Herbaceous plants are sold in nurseries and garden centres and this time of year they have good stocks of many varieties, most of which will have a picture to help you choose. They are often small and whilst they are not that cheap, as we have said they come back year on year, and will increase in size rapidly. They will not all flower this year, so be aware that you may have to be patient. When planting these out then, make sure there is plenty of room for the plant to grow and not be overcome by it’s near neighbour! It helps to mulch around the newly planted perennial – it greatly increases your success rate. Mulch can be garden compost or specialist mulches.

In terms of value for money, mine goes on perennials every time and not on annuals which in our summers need a great deal of watering (sometimes daily) , are expensive to start with, need deadheading to continue to flower and last only as long as the season deems it.

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Plant quality

When choosing your plants at the garden centre or nursery ensure that the plant looks good, is in bud (if appropriate) and is balanced in the pot. I try to find smaller, cheaper pots of the same item as they will romp away for less money. The plant also needs to look healthy ie no brown leaves, no mould in the pot and if other pots have already started leaf emergence – then choose one of those. Check if there are roots emerging from the bottom of the pot which is a good sign of the plant being vigorous and healthy. You can be brave and knock a plant out of its’ pot to see (especially with expensive shrubs and trees) whether it is pot-bound, in which case the roots will be circulating round the base of the container and be quite dense. Most garden centres will not mind you doing this. The plant will take longer to settle into your garden if this is the case and some severely pot-bound trees may never be healthy specimens.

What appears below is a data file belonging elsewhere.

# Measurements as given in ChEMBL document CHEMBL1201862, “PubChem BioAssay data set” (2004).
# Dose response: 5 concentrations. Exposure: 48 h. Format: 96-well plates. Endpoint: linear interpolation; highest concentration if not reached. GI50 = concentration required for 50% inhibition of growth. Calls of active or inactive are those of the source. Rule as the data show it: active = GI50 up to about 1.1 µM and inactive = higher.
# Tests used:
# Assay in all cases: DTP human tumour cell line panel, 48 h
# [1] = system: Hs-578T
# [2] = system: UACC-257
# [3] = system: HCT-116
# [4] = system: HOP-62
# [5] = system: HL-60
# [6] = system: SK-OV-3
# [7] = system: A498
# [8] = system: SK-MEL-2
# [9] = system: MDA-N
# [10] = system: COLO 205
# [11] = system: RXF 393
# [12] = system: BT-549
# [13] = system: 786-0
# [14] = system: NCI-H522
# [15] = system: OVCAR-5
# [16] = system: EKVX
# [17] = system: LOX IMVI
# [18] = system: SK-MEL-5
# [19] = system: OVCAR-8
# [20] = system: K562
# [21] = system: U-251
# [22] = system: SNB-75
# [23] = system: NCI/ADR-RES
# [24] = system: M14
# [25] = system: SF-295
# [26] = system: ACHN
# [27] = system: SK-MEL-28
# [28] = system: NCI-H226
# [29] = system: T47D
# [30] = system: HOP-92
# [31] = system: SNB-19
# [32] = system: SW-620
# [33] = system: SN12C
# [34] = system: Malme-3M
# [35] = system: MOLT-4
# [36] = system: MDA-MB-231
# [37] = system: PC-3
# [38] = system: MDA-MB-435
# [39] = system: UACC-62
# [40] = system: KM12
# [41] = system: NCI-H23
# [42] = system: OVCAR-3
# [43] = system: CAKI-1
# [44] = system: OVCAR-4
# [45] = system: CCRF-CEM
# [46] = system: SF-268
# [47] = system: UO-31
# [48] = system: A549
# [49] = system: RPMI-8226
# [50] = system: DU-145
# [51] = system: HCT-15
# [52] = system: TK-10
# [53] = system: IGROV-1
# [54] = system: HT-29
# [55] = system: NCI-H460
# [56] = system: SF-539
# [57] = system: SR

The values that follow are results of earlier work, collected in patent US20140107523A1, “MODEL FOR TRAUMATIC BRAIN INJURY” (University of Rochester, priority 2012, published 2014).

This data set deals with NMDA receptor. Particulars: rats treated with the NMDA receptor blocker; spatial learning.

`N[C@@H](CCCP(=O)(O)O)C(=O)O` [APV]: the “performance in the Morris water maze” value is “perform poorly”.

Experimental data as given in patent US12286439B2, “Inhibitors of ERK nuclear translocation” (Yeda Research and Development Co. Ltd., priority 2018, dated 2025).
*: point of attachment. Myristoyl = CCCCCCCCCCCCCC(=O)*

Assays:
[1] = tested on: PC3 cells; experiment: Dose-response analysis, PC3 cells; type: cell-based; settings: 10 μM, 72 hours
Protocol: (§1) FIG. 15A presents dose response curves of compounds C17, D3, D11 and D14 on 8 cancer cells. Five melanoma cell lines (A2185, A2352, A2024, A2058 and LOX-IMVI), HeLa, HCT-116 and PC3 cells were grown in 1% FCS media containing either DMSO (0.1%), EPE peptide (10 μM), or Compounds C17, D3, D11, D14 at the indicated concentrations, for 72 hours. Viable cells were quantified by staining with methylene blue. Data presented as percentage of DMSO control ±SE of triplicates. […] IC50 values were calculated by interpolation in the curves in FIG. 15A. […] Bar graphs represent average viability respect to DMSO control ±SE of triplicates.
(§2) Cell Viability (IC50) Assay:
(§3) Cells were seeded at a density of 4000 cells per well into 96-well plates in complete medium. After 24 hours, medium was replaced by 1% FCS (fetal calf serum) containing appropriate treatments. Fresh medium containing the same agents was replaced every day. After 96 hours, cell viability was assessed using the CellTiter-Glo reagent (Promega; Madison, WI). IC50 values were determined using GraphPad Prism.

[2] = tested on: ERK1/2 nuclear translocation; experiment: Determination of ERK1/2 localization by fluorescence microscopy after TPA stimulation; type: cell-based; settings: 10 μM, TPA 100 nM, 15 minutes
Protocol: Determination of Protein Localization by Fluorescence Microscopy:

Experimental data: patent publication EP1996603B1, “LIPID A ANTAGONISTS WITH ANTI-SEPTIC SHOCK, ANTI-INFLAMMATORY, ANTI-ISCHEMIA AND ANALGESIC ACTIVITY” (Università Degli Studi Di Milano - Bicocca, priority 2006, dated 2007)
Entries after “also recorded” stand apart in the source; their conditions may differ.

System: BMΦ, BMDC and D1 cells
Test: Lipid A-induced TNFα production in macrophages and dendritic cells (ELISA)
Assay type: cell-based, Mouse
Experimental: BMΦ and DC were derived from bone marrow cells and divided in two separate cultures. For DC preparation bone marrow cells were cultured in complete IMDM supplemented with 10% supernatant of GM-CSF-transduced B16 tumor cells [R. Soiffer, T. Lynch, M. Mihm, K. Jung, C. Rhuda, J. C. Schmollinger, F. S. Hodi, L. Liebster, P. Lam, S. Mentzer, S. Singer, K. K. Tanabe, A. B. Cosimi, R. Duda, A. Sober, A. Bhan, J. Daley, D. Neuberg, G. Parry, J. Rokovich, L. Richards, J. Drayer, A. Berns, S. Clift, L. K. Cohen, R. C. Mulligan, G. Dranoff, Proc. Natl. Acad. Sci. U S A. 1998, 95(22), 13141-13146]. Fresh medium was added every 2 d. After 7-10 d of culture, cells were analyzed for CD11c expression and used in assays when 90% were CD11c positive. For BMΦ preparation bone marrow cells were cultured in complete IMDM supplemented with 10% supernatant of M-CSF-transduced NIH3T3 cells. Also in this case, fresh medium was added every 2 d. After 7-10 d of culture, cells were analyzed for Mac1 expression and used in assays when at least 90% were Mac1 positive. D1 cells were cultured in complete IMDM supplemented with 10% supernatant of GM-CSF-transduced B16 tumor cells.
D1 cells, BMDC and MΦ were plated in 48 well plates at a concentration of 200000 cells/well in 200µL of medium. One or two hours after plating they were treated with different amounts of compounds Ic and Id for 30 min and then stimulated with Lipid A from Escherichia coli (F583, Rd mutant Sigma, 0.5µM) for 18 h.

Check also that the top of the pot is not too weedy or with liverworts on the surface, as this indicates the plants have been sitting around for a while and should be avoided.

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During the winter months but often until the end of April (so you just have time) roses in particular can be purchased ‘bare root’. If your planting space for them is not ready, you will have to make a trench and ‘heel them in’ until you can prepare it’s final growing space. They are good value when you purchase them like this.

Whether you choose to visit a garden centre or nursery, you will find the staff very willing to share their knowledge and enthusiasm with you. They can be very helpful making the value of the plant you have chosen, even better and more likely to thrive in your care. This is the value in going local – you can speak to the staff. If you choose to go on-line for plants at this time of year, you are at the mercy of the company you choose. I have had a number of disappointments and use this choice sparingly. Use your visit to the garden centre to inspire and relax you and to make the best of the opportunity to plan the garden for this year!

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Whilst you might enjoy the odd trip to the garden centre, here at North Leeds Garden Design we can design your garden in its entirety to provide a haven full of colour and year round interest. Please contact us if you’d like to see a new garden out of your window for next summer.